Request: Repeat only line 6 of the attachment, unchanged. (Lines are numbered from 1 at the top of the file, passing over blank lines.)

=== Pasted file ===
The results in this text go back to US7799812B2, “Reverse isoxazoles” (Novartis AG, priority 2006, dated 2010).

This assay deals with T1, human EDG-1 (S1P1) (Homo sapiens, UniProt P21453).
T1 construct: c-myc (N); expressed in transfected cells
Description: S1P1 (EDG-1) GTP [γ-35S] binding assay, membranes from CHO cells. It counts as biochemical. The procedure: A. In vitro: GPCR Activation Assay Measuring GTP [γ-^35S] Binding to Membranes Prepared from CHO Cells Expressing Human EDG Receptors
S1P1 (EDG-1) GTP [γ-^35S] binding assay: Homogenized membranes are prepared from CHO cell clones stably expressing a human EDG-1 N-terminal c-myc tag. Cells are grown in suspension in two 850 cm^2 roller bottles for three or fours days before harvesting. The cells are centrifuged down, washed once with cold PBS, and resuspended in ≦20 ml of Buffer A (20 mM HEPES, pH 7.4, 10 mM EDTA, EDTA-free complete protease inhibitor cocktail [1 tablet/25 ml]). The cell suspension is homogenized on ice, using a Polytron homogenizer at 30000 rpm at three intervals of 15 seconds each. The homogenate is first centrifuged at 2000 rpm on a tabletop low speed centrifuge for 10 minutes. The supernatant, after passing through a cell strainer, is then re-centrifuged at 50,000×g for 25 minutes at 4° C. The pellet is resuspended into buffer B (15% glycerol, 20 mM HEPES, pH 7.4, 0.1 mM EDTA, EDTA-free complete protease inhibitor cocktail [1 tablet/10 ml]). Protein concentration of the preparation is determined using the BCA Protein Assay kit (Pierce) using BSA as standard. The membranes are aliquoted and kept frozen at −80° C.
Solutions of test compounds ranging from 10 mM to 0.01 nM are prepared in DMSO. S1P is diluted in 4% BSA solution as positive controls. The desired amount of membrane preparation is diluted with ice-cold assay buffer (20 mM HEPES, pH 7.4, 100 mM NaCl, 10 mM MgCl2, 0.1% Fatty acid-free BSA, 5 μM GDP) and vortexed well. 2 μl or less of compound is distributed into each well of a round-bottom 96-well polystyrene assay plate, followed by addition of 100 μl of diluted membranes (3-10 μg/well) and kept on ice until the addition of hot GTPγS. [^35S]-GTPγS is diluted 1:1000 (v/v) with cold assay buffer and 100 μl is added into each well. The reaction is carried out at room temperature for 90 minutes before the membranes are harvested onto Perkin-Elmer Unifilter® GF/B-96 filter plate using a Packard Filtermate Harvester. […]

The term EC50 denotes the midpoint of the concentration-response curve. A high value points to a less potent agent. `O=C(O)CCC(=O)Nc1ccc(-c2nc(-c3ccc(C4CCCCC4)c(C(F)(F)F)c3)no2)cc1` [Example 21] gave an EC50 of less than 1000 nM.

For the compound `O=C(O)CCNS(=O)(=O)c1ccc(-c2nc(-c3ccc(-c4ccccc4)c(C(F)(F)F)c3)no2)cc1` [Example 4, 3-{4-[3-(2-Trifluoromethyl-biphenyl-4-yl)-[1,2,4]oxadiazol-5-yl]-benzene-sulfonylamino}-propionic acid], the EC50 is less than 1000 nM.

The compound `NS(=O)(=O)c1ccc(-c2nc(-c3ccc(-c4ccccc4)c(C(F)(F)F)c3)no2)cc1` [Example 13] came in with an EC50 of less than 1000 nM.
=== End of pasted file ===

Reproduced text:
Solutions of test compounds ranging from 10 mM to 0.01 nM are prepared in DMSO. S1P is diluted in 4% BSA solution as positive controls. The desired amount of membrane preparation is diluted with ice-cold assay buffer (20 mM HEPES, pH 7.4, 100 mM NaCl, 10 mM MgCl2, 0.1% Fatty acid-free BSA, 5 μM GDP) and vortexed well. 2 μl or less of compound is distributed into each well of a round-bottom 96-well polystyrene assay plate, followed by addition of 100 μl of diluted membranes (3-10 μg/well) and kept on ice until the addition of hot GTPγS. [^35S]-GTPγS is diluted 1:1000 (v/v) with cold assay buffer and 100 μl is added into each well. The reaction is carried out at room temperature for 90 minutes before the membranes are harvested onto Perkin-Elmer Unifilter® GF/B-96 filter plate using a Packard Filtermate Harvester. […]